Guided by this historical view, this chapter has two main aims. In the first section, our goal is to situate global social movements in a longue-durée perspective, outlining what we see as three patterns in how transnational collective action has both taken shape in the real world and been studied by social scientists. Following the proposal and scope of a handbook, we offer a select review of research that speaks to the multiple levels and scales at which social movements operate. Within the vast literature on transnational activism, we identify three genres of scholarship: (1) labor internationalism (and the anti-racist and anti-colonial movement studies that similarly address how activists confront global capitalism); (2) polity studies, which takes the nation-state as the primary movement target; and finally (3) a postmodern and postcolonial turn to the universal dynamics of social contestation. In our survey of this literature, we aim to identify what was gained and what was lost in the transition from one paradigm to the next. In the second half of the chapter, we outline a research agenda that takes these lessons into account by considering the content, form, and temporality of global social movements.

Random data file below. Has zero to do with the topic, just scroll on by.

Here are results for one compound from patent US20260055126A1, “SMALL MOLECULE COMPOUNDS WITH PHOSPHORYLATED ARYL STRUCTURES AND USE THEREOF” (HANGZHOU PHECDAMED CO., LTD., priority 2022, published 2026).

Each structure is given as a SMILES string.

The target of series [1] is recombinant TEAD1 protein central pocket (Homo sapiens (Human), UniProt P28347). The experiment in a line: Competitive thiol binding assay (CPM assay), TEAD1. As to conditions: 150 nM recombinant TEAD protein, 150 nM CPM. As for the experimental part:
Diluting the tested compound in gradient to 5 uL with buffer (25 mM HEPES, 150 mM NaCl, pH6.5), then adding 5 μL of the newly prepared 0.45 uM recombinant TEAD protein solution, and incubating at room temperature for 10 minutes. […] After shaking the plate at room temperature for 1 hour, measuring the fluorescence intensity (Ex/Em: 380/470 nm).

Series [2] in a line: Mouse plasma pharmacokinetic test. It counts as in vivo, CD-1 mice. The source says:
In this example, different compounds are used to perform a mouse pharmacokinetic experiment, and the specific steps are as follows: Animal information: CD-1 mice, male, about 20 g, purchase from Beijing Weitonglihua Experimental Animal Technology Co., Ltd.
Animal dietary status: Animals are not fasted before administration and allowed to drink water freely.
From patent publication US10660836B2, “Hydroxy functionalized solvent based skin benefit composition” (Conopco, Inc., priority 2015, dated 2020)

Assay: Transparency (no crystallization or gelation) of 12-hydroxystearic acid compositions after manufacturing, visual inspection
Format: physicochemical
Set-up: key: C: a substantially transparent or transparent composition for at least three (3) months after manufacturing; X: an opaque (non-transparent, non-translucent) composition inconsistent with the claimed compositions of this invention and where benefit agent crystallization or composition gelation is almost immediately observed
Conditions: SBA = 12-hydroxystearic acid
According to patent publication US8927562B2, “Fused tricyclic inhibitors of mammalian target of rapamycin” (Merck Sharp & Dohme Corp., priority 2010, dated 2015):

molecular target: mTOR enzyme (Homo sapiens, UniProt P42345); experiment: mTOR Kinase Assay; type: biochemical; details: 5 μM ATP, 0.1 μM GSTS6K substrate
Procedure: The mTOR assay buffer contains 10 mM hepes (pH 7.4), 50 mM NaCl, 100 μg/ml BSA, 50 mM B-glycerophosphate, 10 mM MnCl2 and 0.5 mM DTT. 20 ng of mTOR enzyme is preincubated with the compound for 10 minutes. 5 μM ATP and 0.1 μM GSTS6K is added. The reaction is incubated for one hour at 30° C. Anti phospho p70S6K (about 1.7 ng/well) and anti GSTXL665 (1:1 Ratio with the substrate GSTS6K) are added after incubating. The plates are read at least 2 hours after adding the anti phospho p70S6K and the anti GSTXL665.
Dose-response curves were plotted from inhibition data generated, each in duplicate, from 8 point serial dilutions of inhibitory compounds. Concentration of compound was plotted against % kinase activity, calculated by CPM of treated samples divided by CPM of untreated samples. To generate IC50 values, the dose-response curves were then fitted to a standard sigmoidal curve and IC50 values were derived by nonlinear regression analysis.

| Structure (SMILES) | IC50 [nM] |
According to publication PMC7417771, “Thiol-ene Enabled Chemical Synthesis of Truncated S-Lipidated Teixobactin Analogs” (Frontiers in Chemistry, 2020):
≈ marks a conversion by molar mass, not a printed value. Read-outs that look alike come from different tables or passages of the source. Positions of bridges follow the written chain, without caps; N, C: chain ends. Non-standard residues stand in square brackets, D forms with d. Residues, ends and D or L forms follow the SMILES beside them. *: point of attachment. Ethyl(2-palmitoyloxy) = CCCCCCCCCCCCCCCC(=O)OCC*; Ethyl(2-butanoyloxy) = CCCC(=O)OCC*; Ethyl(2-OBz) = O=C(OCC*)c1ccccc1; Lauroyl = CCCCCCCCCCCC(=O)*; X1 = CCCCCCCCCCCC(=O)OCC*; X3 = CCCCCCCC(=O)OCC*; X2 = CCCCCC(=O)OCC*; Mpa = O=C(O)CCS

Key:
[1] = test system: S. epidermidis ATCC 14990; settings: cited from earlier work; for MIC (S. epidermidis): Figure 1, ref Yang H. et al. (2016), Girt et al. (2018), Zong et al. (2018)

Bringel, Breno, and Elizabeth McKenna. "Social Movements in a Global Context: History, Content, and Form." The Nonprofit Sector: A Research Handbook. Ed. Walter W. Powell and Patricia Bromley. Stanford University Press, 2020, 631-647.